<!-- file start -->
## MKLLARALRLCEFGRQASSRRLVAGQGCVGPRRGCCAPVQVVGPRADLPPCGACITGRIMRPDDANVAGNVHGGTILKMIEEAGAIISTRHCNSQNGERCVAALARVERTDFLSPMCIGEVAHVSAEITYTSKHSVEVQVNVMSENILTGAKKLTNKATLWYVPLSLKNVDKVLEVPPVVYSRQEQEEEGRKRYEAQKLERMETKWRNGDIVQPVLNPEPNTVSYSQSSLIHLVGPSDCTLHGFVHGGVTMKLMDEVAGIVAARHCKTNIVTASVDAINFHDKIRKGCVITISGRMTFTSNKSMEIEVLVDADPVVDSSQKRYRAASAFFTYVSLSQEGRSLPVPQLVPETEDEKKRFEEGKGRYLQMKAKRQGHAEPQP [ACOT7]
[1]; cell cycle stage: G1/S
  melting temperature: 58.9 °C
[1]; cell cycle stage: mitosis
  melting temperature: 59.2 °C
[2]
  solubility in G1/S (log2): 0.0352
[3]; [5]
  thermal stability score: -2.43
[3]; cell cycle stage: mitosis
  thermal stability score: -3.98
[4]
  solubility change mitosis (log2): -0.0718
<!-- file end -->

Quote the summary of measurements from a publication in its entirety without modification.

## MKLLARALRLCEFGRQASSRRLVAGQGCVGPRRGCCAPVQVVGPRADLPPCGACITGRIMRPDDANVAGNVHGGTILKMIEEAGAIISTRHCNSQNGERCVAALARVERTDFLSPMCIGEVAHVSAEITYTSKHSVEVQVNVMSENILTGAKKLTNKATLWYVPLSLKNVDKVLEVPPVVYSRQEQEEEGRKRYEAQKLERMETKWRNGDIVQPVLNPEPNTVSYSQSSLIHLVGPSDCTLHGFVHGGVTMKLMDEVAGIVAARHCKTNIVTASVDAINFHDKIRKGCVITISGRMTFTSNKSMEIEVLVDADPVVDSSQKRYRAASAFFTYVSLSQEGRSLPVPQLVPETEDEKKRFEEGKGRYLQMKAKRQGHAEPQP [ACOT7]
[1]; cell cycle stage: G1/S
  melting temperature: 58.9 °C
[1]; cell cycle stage: mitosis
  melting temperature: 59.2 °C
[2]
  solubility in G1/S (log2): 0.0352
[3]; [5]
  thermal stability score: -2.43
[3]; cell cycle stage: mitosis
  thermal stability score: -3.98
[4]
  solubility change mitosis (log2): -0.0718